Also there was another statue before the palace of the pope, a horse made of brass, and the sitter as speaking to the people with his right hand, and controlling the horse with the left…whom pilgrims call Theodoric, the common people Constantine, but court officials call Marcus or Quintus Curtius. This statue used to stand under four bronze pillars before the altar of Jupiter on the Capitol, but the Blessed Gregory [the Great, in the 6th century CE] removed the rider and horse, placing the columns in the Lateran church. The Romans later placed the rider and horse in front of the papal palace.
Higden thus neatly indicates the state of confusion about the statue’s identity. Theodoric I (c. 390-451 CE) and Constantine (c. 272-337 CE) were of course much later than Marcus Aurelius. Curtius was a figure from remote Republican Roman legend, a horseman who – at some distant time, estimated to be around the eighth century BCE – had thrown himself into a marshy pit or pool in the Forum, the so-called Curtius Lake (which had dried up by classical times), in order to save the city.
Higden explains that those who call the rider ‘Marcus’ gave the following account: Rome was being attacked by a dwarf magician called Nanus (the Latin word nanus simply means ‘dwarf,’ ‘miniature’).
This Nanus left his camp early before sunrise, to employ his dark arts. Having realized this, the Romans made a promise to Marcus, a strong and fit soldier (strenuo militi Marco), that he would have control of the city and a perpetual memorial, if he could liberate the city. Marcus tunnelled through the city wall at the point where Nanus had performed his magic…Marcus captured Nanus, whose powers were lost, and brought him by hand to the city, and so that Nanus would not use his spells, Marcus ground him beneath the horse’s feet, thus earning this monument.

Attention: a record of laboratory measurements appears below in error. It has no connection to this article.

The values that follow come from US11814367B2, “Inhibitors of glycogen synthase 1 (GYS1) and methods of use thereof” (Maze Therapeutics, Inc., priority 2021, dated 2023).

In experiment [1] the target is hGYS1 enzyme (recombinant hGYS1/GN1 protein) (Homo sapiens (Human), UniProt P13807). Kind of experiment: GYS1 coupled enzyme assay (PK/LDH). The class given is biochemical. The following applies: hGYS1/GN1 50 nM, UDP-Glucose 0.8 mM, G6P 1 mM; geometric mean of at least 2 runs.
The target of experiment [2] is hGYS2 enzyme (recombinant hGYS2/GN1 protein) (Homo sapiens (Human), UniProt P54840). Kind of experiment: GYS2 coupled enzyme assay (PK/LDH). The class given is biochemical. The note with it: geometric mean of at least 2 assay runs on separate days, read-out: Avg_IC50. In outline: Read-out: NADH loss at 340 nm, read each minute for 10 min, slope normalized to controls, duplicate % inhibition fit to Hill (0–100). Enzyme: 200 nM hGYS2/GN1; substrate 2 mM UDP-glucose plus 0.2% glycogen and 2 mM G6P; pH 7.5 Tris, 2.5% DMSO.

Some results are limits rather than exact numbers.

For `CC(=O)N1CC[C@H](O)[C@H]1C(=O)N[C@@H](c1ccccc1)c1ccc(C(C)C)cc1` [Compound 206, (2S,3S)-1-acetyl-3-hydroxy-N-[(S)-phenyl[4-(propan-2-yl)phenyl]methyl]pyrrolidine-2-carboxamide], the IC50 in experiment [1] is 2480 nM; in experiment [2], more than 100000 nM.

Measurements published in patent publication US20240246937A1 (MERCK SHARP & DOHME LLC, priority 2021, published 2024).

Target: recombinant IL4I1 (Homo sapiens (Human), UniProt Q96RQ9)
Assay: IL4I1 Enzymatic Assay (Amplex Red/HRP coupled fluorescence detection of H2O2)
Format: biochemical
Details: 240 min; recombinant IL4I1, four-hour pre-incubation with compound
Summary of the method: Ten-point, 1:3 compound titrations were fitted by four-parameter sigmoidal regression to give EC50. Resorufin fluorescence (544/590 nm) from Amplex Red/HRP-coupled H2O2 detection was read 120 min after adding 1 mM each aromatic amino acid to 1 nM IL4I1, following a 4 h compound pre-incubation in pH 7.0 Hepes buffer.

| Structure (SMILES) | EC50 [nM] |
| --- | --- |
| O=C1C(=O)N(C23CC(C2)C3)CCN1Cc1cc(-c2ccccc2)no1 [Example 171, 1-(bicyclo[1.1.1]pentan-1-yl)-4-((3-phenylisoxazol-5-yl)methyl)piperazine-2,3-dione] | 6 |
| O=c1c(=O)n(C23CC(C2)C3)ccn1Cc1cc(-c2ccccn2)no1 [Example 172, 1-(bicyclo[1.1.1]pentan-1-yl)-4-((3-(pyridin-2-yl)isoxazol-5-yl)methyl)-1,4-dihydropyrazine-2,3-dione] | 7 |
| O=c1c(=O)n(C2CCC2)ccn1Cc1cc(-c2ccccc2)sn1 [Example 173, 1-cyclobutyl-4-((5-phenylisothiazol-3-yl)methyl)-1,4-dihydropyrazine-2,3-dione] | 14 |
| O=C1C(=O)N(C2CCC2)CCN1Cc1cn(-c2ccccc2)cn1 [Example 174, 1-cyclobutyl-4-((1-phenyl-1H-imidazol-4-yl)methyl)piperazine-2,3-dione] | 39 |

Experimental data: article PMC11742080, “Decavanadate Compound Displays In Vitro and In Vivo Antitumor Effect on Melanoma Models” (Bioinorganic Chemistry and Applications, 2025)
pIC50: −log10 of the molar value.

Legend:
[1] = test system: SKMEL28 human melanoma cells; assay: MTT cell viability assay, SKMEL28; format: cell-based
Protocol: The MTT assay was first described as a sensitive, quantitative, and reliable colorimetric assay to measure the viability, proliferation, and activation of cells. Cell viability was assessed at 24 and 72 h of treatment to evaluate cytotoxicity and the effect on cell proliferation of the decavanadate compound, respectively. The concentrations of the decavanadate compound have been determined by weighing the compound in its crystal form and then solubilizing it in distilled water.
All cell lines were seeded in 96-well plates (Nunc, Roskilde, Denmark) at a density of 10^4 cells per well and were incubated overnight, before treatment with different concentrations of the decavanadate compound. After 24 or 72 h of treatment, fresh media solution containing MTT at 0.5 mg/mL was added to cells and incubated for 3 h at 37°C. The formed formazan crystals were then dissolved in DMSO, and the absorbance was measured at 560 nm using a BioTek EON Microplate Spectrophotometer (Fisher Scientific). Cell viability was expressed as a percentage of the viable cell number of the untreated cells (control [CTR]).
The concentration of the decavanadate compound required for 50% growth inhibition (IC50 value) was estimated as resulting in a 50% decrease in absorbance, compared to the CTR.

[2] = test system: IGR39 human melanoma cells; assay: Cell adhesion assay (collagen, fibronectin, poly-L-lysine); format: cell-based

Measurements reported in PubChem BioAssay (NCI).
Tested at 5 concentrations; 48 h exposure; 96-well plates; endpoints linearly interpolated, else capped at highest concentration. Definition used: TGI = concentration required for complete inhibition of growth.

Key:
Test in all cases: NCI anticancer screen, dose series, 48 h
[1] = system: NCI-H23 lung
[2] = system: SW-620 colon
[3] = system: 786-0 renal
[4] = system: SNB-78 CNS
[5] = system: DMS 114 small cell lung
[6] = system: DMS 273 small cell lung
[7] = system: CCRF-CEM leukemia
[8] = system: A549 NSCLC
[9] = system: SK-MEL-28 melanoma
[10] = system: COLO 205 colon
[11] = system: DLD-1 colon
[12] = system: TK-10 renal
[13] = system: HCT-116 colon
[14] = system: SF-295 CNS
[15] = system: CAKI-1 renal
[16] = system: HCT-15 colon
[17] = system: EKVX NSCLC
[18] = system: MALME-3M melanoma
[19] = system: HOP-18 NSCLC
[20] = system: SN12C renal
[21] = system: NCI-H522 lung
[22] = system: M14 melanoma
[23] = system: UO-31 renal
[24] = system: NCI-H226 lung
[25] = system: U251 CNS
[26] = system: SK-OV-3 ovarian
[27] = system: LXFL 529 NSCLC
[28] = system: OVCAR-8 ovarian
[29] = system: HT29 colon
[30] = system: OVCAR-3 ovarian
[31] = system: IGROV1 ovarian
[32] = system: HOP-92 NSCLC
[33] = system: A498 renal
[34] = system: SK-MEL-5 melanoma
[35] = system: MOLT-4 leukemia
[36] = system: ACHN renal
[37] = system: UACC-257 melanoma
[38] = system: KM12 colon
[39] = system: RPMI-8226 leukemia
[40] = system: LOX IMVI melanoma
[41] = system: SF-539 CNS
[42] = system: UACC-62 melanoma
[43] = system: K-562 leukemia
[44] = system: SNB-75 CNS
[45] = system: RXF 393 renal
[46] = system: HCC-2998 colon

We can see that in the medieval imagination, a genuine trace – the name of the emperor – has been attached to a ‘strong soldier,’ as with the ‘squire’ of the Mirabilia. A hint, a suggestion, then, survived of the legendary virtue of the Stoic leader.
If only the statue had really commemorated something as quirky as the outwitting of a diminutive magician. (The detail of Nanus being trampled beneath the horse’s hoofs has been taken to indicate that at an early stage, a figure of a defeated foe may have formed part of the sculptural group.) In reality, the statue was probably set up around 176 CE, to announce Marcus’s hard-won victory after eight years of gruelling war over Germanic tribes, from northern Italy to the Danube, at the cost of thousands of lives and immense resources…
To be continued in Marcus Aurelius and His Legacy: Seeking Rome’s Kingdom of Gold
Why This Book?
Marcus Aurelius studies are positioned as Alexander the Great studies were a century ago: at an early stage of serious scholarly appreciation. At the same time, as with Alexander – and partly owing to the ongoing influence of Ridley Scott’s Gladiator (2000) – Marcus again exerts a compelling personal appeal for the general viewer and reader. This book will offer a ‘cultural history’ of Marcus’s legacies, which may surprise and should educate us. It will also be a ‘dipping’ compendium, for the increasing number of readers, many attracted to Stoicism as a way of life, who seek a regular Marcus ‘hit.’